The Green Party of Ireland has recorded its best ever general election result, winning 7.1 per cent of first preference votes as Sinn Féin broke the historic centre-right duopoly of Fianna Fáil and Fine Gael.
The general election will be remembered for Sinn Féin’s breakthrough, which saw the left-wing republican party win 24.5 per cent of first preference votes coming in ahead of the centre-right parties Fianna Fáil on 22.2 per cent and Fine Gael, the current ruling party, on 20.9 per cent.
This was the first time that a party other than Fianna Fáil or Fine Gael had won the popular vote since 1932, although Sinn Féin’s decision to only stand candidates in 48 seats has seen it fail to translate its vote share into a commanding share of the seats.
Fianna Fáil is the largest party in the 180-seat Dáil Éireann (lower house of the Irish Parliament) with 38 seats, followed by Sinn Féin on 37 seats, and current Irish Taoiseach Leo Varadkar’s Fine Gael, with 35 seats.
Though headlines have been dominated by Sinn Féin’s performance, the Greens were the other big winners on the night. Having only won two seats at the last election with 2.7 per cent of first preferences, the party increased its vote share by 4.4 per cent to 7.1 per cent, taking 12 seats in the Dáil.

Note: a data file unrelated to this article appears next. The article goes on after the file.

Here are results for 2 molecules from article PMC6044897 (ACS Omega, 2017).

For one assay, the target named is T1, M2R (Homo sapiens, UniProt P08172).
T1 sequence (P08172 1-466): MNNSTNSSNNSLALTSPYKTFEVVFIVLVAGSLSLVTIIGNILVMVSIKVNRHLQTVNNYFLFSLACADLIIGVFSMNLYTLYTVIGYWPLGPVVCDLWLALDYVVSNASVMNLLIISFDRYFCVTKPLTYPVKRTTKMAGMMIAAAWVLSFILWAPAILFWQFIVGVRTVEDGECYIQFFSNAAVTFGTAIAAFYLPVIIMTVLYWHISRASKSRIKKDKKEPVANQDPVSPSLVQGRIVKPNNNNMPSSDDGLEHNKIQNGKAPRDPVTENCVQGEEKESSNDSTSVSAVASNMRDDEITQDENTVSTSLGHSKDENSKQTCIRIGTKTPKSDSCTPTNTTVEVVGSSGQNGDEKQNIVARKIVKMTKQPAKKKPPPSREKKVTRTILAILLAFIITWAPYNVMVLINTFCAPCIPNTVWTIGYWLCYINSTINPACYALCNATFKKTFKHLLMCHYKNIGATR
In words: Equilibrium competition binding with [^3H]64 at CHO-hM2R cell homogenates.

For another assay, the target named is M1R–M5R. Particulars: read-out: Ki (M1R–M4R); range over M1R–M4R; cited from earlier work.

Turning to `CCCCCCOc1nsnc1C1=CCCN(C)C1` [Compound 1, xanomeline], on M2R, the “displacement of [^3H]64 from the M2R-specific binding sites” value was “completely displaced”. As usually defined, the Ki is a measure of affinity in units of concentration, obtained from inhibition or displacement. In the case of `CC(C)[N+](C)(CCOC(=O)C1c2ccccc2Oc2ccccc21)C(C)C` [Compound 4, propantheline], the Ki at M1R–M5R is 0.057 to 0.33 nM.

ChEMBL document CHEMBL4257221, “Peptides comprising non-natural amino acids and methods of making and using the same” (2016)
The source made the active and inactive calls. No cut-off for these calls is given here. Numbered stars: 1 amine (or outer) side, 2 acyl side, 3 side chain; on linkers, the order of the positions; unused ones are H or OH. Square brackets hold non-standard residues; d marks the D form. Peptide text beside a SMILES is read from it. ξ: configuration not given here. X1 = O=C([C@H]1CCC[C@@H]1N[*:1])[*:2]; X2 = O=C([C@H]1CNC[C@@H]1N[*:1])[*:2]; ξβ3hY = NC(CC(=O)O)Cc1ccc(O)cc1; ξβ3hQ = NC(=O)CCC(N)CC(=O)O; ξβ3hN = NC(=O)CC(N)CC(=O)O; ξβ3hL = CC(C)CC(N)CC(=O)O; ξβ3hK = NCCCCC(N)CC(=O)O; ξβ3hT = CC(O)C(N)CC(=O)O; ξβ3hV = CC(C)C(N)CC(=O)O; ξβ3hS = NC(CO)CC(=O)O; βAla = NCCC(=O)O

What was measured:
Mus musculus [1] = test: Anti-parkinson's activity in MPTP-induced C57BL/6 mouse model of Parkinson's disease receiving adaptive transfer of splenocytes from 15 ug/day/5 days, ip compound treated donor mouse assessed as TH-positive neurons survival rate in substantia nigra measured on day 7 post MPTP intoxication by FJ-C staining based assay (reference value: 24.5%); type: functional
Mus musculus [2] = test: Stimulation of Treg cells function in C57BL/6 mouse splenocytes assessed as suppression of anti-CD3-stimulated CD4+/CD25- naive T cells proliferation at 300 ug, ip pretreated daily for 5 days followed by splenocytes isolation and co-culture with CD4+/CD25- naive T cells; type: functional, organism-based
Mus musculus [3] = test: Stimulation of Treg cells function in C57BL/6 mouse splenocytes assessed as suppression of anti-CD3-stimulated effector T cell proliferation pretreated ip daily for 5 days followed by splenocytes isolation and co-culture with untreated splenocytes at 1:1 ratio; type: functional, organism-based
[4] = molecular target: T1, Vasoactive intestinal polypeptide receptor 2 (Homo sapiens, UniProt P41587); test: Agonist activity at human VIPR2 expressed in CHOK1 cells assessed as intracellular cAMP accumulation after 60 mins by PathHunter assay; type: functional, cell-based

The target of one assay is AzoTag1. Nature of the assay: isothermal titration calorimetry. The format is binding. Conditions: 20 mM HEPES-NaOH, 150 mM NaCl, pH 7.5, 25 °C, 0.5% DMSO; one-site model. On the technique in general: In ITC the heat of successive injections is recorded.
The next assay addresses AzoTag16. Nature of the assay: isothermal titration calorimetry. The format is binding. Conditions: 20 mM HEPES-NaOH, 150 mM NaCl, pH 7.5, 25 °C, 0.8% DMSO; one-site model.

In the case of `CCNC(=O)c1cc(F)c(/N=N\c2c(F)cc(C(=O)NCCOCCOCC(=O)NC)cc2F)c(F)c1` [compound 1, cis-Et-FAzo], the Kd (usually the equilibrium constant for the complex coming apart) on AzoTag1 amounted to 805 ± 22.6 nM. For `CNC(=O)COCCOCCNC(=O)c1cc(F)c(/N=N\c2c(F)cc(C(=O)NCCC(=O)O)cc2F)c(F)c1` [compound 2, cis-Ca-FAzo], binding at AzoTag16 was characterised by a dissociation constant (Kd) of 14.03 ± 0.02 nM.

Green Party Leader Eamon Ryan and Deputy Leader Catherine Martin both topped the poll in their constituencies of Dublin Bay South and Dublin Rathdown. Other notable wins came from its longest-serving councillor Malcolm Noonan in Carlow-Kilkenny, and MEPs Ciarán Cuffe and Grace O’Sullivan.
While the party was keen to make this election the ‘climate election’, it appears Irish voters have put the climate aside for another day, with The Irish Times exit poll showing that just six per cent of voters considered climate change the main issue at this election, with 30 per cent naming health and 26 per cent naming housing as their main concerns.
The Greens will now be crucial in the formation of any governing coalition. With Fine Gael ruling out working with Sinn Féin due to its tax policies and historic links to the IRA, and Fianna Fáil lukewarm at best to the republican party, the Greens will hold a strong hand when negotiations begin.
Ryan has stated that his party is open to a coalition, though before entering any formal agreement the Green Party needs two thirds of party members to approve such an arrangement.